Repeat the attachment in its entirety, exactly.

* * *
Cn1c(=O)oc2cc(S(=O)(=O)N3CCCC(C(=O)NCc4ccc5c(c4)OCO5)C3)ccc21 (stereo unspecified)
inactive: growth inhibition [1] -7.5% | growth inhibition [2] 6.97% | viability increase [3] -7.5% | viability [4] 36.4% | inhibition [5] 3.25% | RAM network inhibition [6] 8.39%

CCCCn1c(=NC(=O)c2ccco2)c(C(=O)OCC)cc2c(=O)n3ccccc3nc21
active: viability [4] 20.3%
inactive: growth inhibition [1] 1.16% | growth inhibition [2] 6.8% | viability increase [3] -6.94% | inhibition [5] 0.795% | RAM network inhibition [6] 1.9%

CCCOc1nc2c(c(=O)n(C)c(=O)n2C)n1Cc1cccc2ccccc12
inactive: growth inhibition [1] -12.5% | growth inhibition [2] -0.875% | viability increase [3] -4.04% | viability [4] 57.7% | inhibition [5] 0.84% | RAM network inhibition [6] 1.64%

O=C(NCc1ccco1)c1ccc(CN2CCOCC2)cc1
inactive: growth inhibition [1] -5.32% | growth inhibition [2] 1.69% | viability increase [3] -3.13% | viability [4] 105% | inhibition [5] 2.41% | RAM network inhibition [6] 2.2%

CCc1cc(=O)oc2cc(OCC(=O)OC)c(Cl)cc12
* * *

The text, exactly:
Cn1c(=O)oc2cc(S(=O)(=O)N3CCCC(C(=O)NCc4ccc5c(c4)OCO5)C3)ccc21 (stereo unspecified)
inactive: growth inhibition [1] -7.5% | growth inhibition [2] 6.97% | viability increase [3] -7.5% | viability [4] 36.4% | inhibition [5] 3.25% | RAM network inhibition [6] 8.39%

CCCCn1c(=NC(=O)c2ccco2)c(C(=O)OCC)cc2c(=O)n3ccccc3nc21
active: viability [4] 20.3%
inactive: growth inhibition [1] 1.16% | growth inhibition [2] 6.8% | viability increase [3] -6.94% | inhibition [5] 0.795% | RAM network inhibition [6] 1.9%

CCCOc1nc2c(c(=O)n(C)c(=O)n2C)n1Cc1cccc2ccccc12
inactive: growth inhibition [1] -12.5% | growth inhibition [2] -0.875% | viability increase [3] -4.04% | viability [4] 57.7% | inhibition [5] 0.84% | RAM network inhibition [6] 1.64%

O=C(NCc1ccco1)c1ccc(CN2CCOCC2)cc1
inactive: growth inhibition [1] -5.32% | growth inhibition [2] 1.69% | viability increase [3] -3.13% | viability [4] 105% | inhibition [5] 2.41% | RAM network inhibition [6] 2.2%

CCc1cc(=O)oc2cc(OCC(=O)OC)c(Cl)cc12